Alexandropol: Making the “Orphan City”

This dispatch is the first in a series about Alexandropol.

If one of your relatives grew up in a Near East Relief orphanage in Armenia, there is a good chance he or she lived in Alexandropol – a complex of three orphanages that housed more than 22,000 children at its peak.

The Armenian Genocide sent waves of refugees into the harsh terrain of the Caucasus Mountains. By the summer of 1919, the orphan and refugee situation in the Caucasus region had reached a new level of desperation. Supplies at the Near East Relief stations were alarmingly scarce. The threat of famine loomed over the refugee community.

A Staggering Need

In an August 1919 letter to the New York Times, American Red Cross nurse Blanche Knox (who later became a Near East Relief worker) reported that refugees were dying at a rate of 200 people per day. Knox also referred to an orphanage where 700 children were surviving on one pound of bread per day and a thin soup made of oil, water, and rice.

Most Near East Relief stations in the Caucasus were located inland, and nearly all supplies for the region traveled by freighter from the U.S. to the port city of Batum (now Batumi, Georgia) on the Black Sea. The supplies were then shipped to Alexandropol, an important railroad hub. Former Russian Imperial trains carried the supplies on to Erivan (now Yerevan), Tabriz, Tiflis (now Tblisi, Georgia), and Kars for distribution to orphans and refugees.

From Army Base to Orphanage

Alexandropol had been a key military location for the Russian army in the late 1800s. By 1919, Kazachi, Seversky, and Polygon Posts had been empty for many years. Near East Relief saw potential in the dilapidated buildings: by consolidating its orphanage operations into one large complex, the organization could care for many more children in need. The Armenian government agreed to let Near East Relief use the former army base.

Dubbed the “Orphan City,” the Alexandropol complex boasted an incredible 170 buildings, including 40 two-story barracks that were hastily converted into dormitories. Each dormitory held anywhere from 250 to 1,000 children.

Adult refugees built roads between the Posts in exchange for a daily ration of corn grits. They transformed the remaining buildings into bathhouses, bakeries, garages, hospitals, laundries, and schoolrooms. The Russian church at Kazachi Post was used for Armenian Apostolic services.

Making a Home

The accommodations were simple. Furnishings ranged from rustic to non-existent. In some dormitories the children slept four to a single bunk bed. In other rooms beds were an unknown luxury, and the children slept on flour sacks filled with straw.

The young residents were inventive homemakers. Salvaged tin from condensed milk cans became toy cars and trains. A stick, a scrap of fabric, and a lock of hair became a doll. Colorful advertisements from old American magazines decorated the walls.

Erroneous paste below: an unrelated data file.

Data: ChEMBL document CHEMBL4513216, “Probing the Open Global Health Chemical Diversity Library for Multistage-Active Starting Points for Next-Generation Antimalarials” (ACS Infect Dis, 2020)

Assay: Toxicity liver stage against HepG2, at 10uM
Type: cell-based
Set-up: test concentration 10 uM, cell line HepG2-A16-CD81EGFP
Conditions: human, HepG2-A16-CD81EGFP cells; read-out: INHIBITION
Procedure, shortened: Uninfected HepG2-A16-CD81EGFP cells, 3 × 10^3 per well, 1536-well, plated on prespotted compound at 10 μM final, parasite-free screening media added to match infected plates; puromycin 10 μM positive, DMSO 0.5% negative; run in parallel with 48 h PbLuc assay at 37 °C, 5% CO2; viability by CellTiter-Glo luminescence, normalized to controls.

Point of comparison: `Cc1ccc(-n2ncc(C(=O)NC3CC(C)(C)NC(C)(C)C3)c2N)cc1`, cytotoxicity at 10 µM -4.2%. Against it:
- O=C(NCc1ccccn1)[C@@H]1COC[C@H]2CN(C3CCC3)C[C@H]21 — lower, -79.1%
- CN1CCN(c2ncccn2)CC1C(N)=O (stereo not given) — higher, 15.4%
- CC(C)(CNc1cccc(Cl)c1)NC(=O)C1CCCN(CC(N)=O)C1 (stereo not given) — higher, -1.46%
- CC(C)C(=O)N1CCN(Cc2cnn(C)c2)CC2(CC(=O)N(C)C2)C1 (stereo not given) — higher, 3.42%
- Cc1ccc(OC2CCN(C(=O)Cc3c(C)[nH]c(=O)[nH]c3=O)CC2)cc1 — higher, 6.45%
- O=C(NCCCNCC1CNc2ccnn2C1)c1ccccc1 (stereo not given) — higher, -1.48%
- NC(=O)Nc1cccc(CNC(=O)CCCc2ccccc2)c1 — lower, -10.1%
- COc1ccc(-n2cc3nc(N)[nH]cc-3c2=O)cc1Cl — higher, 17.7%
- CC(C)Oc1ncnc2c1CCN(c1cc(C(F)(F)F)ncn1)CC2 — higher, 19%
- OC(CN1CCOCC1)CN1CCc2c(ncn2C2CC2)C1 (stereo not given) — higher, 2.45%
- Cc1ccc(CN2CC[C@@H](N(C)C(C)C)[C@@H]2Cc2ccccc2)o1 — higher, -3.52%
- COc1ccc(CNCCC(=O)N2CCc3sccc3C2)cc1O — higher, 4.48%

A Precarious Existence

When the Turkish army captured the city of Kars in October 1920, the 39 Near East Relief workers in Armenia were urged to leave. All workers chose to stay. In the words of Caucasus Director Ernest Yarrow, “25,000 orphans in our care would have small chance of survival if we left.”

Turkish troops invaded Alexandropol in November. The children living at Alexandropol were cut off from all supplies, as were the more than 200,000 refugees who relied on the Alexandropol rail line for food and fuel.

The children and relief workers lived in famine-like conditions. The relief workers at Alexandropol stretched the existing food supply by putting everyone on half-rations until the first shipment of supplies was allowed in from Batum in April 1921. The city of Erivan was completely evacuated due to the complete lack of food and supplies. The orphanage population at Alexandropol grew dramatically in the face of prolonged conflict between Armenia, Turkey, and Russia.

Armenia ultimately accepted Soviet rule in late 1920 in exchange for protection against Turkey. In January 1921, Soviet officials informed Near East Relief representatives that Near East Relief could remain in Soviet Armenia as long as the organization did not take a political stance.

With the new wave of refugees came a new influx of health problems. The contagious eye disease trachoma was particularly prevalent. By 1920 there were 5,000 trachoma cases at Alexandropol. Near East Relief converted Seversky Post into a trachoma hospital for children. Within two years the number of cases was reduced to 3,500.

The Orphan City

The orphanage complex was well over capacity when 7,000 more children arrived after the evacuation of the Kars orphanage. Rather than turn children away, Near East Relief set up additional temporary housing in the town four miles away. In July 1922 the town of Alexandropol and the orphanage complex housed a combined 31,000 children. There were 10 orphans for every able-bodied adult male in Alexandropol. It was truly a city of orphans.

This dispatch is the first in a two-part series about Alexandropol. Check back next week for Part 2!